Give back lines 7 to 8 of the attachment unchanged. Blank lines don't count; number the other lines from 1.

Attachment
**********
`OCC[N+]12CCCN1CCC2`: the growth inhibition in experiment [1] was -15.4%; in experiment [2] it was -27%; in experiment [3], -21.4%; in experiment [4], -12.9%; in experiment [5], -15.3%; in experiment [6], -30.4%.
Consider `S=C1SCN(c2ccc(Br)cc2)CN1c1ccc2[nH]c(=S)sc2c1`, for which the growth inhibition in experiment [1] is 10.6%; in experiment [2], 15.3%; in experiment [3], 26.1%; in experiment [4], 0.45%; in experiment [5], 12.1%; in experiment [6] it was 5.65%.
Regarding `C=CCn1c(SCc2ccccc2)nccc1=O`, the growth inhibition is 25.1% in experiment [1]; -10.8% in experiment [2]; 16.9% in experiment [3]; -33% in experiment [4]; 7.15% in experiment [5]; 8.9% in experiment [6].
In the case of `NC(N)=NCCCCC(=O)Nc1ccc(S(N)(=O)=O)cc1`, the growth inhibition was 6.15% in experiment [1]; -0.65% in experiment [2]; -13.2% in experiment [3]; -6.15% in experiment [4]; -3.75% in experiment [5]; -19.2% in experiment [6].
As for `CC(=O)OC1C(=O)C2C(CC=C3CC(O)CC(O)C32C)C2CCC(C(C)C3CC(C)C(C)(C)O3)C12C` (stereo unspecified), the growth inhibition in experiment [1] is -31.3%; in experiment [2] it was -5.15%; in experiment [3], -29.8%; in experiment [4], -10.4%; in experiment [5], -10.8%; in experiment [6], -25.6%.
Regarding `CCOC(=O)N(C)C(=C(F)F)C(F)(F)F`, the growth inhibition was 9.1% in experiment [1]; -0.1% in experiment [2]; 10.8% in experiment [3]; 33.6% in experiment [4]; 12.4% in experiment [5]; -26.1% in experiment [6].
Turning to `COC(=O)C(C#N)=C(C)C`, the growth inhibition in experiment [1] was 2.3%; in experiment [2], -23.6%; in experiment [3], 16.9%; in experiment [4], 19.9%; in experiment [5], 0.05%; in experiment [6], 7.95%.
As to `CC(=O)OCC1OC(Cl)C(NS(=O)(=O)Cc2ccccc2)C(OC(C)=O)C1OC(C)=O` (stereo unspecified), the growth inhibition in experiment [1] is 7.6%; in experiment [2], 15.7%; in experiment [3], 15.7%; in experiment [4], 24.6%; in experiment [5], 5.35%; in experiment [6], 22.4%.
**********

Turning to `COC(=O)C(C#N)=C(C)C`, the growth inhibition in experiment [1] was 2.3%; in experiment [2], -23.6%; in experiment [3], 16.9%; in experiment [4], 19.9%; in experiment [5], 0.05%; in experiment [6], 7.95%.
As to `CC(=O)OCC1OC(Cl)C(NS(=O)(=O)Cc2ccccc2)C(OC(C)=O)C1OC(C)=O` (stereo unspecified), the growth inhibition in experiment [1] is 7.6%; in experiment [2], 15.7%; in experiment [3], 15.7%; in experiment [4], 24.6%; in experiment [5], 5.35%; in experiment [6], 22.4%.